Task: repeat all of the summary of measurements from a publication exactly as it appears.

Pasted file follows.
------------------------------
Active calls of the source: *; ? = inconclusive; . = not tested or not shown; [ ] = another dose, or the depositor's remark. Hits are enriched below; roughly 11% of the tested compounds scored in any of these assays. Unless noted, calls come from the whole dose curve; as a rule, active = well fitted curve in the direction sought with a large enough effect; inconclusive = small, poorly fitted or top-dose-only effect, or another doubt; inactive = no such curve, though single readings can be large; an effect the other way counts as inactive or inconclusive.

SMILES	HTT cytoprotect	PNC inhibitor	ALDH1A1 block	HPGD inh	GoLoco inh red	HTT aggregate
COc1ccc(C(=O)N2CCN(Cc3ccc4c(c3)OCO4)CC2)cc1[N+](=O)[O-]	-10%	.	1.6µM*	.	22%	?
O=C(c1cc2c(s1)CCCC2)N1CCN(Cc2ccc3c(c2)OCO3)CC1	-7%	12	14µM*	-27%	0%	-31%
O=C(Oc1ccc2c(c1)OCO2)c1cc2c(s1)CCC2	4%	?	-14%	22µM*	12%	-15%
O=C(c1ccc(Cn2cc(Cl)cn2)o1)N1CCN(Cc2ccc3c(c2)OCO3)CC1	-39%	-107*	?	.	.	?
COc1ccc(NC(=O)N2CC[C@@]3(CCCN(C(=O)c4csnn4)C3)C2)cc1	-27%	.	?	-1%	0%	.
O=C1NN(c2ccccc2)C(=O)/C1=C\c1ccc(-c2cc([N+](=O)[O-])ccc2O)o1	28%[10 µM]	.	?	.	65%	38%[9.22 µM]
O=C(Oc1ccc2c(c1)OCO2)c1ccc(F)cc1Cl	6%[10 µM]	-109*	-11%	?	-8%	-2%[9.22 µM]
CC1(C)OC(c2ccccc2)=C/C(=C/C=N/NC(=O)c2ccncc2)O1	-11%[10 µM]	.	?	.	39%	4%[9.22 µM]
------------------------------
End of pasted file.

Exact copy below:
Active calls of the source: *; ? = inconclusive; . = not tested or not shown; [ ] = another dose, or the depositor's remark. Hits are enriched below; roughly 11% of the tested compounds scored in any of these assays. Unless noted, calls come from the whole dose curve; as a rule, active = well fitted curve in the direction sought with a large enough effect; inconclusive = small, poorly fitted or top-dose-only effect, or another doubt; inactive = no such curve, though single readings can be large; an effect the other way counts as inactive or inconclusive.

SMILES	HTT cytoprotect	PNC inhibitor	ALDH1A1 block	HPGD inh	GoLoco inh red	HTT aggregate
COc1ccc(C(=O)N2CCN(Cc3ccc4c(c3)OCO4)CC2)cc1[N+](=O)[O-]	-10%	.	1.6µM*	.	22%	?
O=C(c1cc2c(s1)CCCC2)N1CCN(Cc2ccc3c(c2)OCO3)CC1	-7%	12	14µM*	-27%	0%	-31%
O=C(Oc1ccc2c(c1)OCO2)c1cc2c(s1)CCC2	4%	?	-14%	22µM*	12%	-15%
O=C(c1ccc(Cn2cc(Cl)cn2)o1)N1CCN(Cc2ccc3c(c2)OCO3)CC1	-39%	-107*	?	.	.	?
COc1ccc(NC(=O)N2CC[C@@]3(CCCN(C(=O)c4csnn4)C3)C2)cc1	-27%	.	?	-1%	0%	.
O=C1NN(c2ccccc2)C(=O)/C1=C\c1ccc(-c2cc([N+](=O)[O-])ccc2O)o1	28%[10 µM]	.	?	.	65%	38%[9.22 µM]
O=C(Oc1ccc2c(c1)OCO2)c1ccc(F)cc1Cl	6%[10 µM]	-109*	-11%	?	-8%	-2%[9.22 µM]
CC1(C)OC(c2ccccc2)=C/C(=C/C=N/NC(=O)c2ccncc2)O1	-11%[10 µM]	.	?	.	39%	4%[9.22 µM]